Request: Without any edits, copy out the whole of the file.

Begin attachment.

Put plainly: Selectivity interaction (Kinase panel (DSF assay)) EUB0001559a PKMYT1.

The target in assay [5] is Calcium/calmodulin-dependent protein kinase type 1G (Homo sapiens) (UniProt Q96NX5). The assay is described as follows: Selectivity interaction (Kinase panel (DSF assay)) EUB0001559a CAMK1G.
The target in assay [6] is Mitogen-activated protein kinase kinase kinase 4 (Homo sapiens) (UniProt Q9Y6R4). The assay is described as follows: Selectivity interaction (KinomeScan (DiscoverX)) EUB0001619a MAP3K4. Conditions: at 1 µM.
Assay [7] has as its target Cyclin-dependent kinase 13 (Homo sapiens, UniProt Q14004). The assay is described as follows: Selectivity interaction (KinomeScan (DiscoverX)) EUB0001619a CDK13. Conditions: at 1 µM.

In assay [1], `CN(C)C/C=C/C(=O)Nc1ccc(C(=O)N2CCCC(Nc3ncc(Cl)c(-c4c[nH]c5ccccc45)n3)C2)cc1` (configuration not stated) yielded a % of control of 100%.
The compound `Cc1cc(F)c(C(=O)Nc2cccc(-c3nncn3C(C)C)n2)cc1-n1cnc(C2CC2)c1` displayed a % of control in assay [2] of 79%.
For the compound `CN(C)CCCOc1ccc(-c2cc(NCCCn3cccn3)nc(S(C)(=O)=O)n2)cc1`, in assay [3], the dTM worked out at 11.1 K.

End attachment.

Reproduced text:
Put plainly: Selectivity interaction (Kinase panel (DSF assay)) EUB0001559a PKMYT1.

The target in assay [5] is Calcium/calmodulin-dependent protein kinase type 1G (Homo sapiens) (UniProt Q96NX5). The assay is described as follows: Selectivity interaction (Kinase panel (DSF assay)) EUB0001559a CAMK1G.
The target in assay [6] is Mitogen-activated protein kinase kinase kinase 4 (Homo sapiens) (UniProt Q9Y6R4). The assay is described as follows: Selectivity interaction (KinomeScan (DiscoverX)) EUB0001619a MAP3K4. Conditions: at 1 µM.
Assay [7] has as its target Cyclin-dependent kinase 13 (Homo sapiens, UniProt Q14004). The assay is described as follows: Selectivity interaction (KinomeScan (DiscoverX)) EUB0001619a CDK13. Conditions: at 1 µM.

In assay [1], `CN(C)C/C=C/C(=O)Nc1ccc(C(=O)N2CCCC(Nc3ncc(Cl)c(-c4c[nH]c5ccccc45)n3)C2)cc1` (configuration not stated) yielded a % of control of 100%.
The compound `Cc1cc(F)c(C(=O)Nc2cccc(-c3nncn3C(C)C)n2)cc1-n1cnc(C2CC2)c1` displayed a % of control in assay [2] of 79%.
For the compound `CN(C)CCCOc1ccc(-c2cc(NCCCn3cccn3)nc(S(C)(=O)=O)n2)cc1`, in assay [3], the dTM worked out at 11.1 K.